Heinrich Esser

In the early 1890s, the German civil engineer Heinrich Esser (1845–1906), who lived in Aachen, where he worked as a municipal police building inspector, invented as a hobby and in his spare time the mechanical calculating machine, which he later patented in Germany (patent №82965, 10 December 1892), and USA (patent No. 561099, 2 June 1896) (he took a vacation in June 1892 to register his invention at the imperial patent office in Berlin).

The Esser calculating machine is a four-species device, i.e. it is capable of adding, subtracting, multiplying, and dividing. Only one example of the machine survived to the present, and it is kept in the collection of the Arithmeum Museum in Bonn, Germany (see the nearby image).

Interestingly, the comparison of the patent and the exhibited in the Arithmeum machine shows that the latter is an older prototype, as several essential details of the patented machine are missing. The Esser machine in the Arithmeum does not have tens-carry in the revolution counter, which is necessary to be able to do abridged multiplication and division. Other missing features mark this machine out as an early model: the main crank has no rest position lock, and there is no bell to signal an overflow of the result mechanism. The inventor must also have envisaged the mass production of his machine, as it consists of modules that can easily be exchanged (which was absolutely unusual at the time), to meet the individual needs of customers concerning capacity. Let’s examine the Esser calculating machine, using the patent drawing (see the image below).

The Esser calculating machine comprises three indicators, which may be designated as “operating-indicator” (marked with A on the drawing), “product-indicator” (marked with C), and “quotient-indicator” (marked with B), because by setting a number as multiplier in the quotient-indicator and a number as multiplicand in the operating-indicator the product-indicator, after manipulating with the operating-indicator in one direction, shows or indicates the product of the multiplication, and, vice versa, by setting a number on the product-indicator as the dividend and a number in the operating-indicator as the divisor and manipulating the operating-indicator in a reverse direction the quotient-indicator will show or indicate the result of the division.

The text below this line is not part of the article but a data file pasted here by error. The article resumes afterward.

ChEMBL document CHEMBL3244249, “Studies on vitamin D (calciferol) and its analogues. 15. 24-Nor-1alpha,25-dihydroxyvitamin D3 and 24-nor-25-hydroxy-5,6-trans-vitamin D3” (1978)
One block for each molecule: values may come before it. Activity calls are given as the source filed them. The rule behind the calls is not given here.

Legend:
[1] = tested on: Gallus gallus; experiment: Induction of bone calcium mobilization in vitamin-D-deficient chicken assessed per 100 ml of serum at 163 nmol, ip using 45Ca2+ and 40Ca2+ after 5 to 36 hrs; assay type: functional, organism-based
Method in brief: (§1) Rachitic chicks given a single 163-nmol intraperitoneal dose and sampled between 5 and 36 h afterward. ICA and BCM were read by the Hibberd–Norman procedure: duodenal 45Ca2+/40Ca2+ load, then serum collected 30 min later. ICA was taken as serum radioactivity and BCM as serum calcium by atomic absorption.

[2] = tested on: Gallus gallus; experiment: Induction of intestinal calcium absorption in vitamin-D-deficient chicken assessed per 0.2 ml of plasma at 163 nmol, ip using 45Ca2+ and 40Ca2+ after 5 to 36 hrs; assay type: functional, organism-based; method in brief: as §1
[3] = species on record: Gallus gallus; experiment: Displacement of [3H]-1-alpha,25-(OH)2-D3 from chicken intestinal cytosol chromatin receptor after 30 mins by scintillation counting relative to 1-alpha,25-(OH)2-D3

The main advantage of the Esser calculating machine over the other calculating machines of the time was during multiplication, when an abridged method may be employed by which considerable time and labor are saved. If a large number (say 33333) is to be multiplied, for instance, with the number 2479, the operation may be performed on this machine in the same manner as is employed on the other machines—i.e., the multiplication of two factors may be carried on in the usual way, in which the main shaft is to be turned 9+7+4+2=22 times (according to the digits of the multiplier). However, the Esser machine allows an abridged method to be employed, in which the main shaft is to be turned only 10 times. What a great improvement!

Biography of Heinrich Esser

Little is known about Heinrich Esser. He was born in Pingsheim in the Euskirchen district in 1845. After graduating from high school in Düren, Esser studied civil engineering in Berlin and at the Technische Hochschule Aachen, where he passed the construction manager examination in 1874. He was a government builder at the Royal Railway Directorate in Cologne and later a municipal police building inspector in Aachen, where he died in 1906.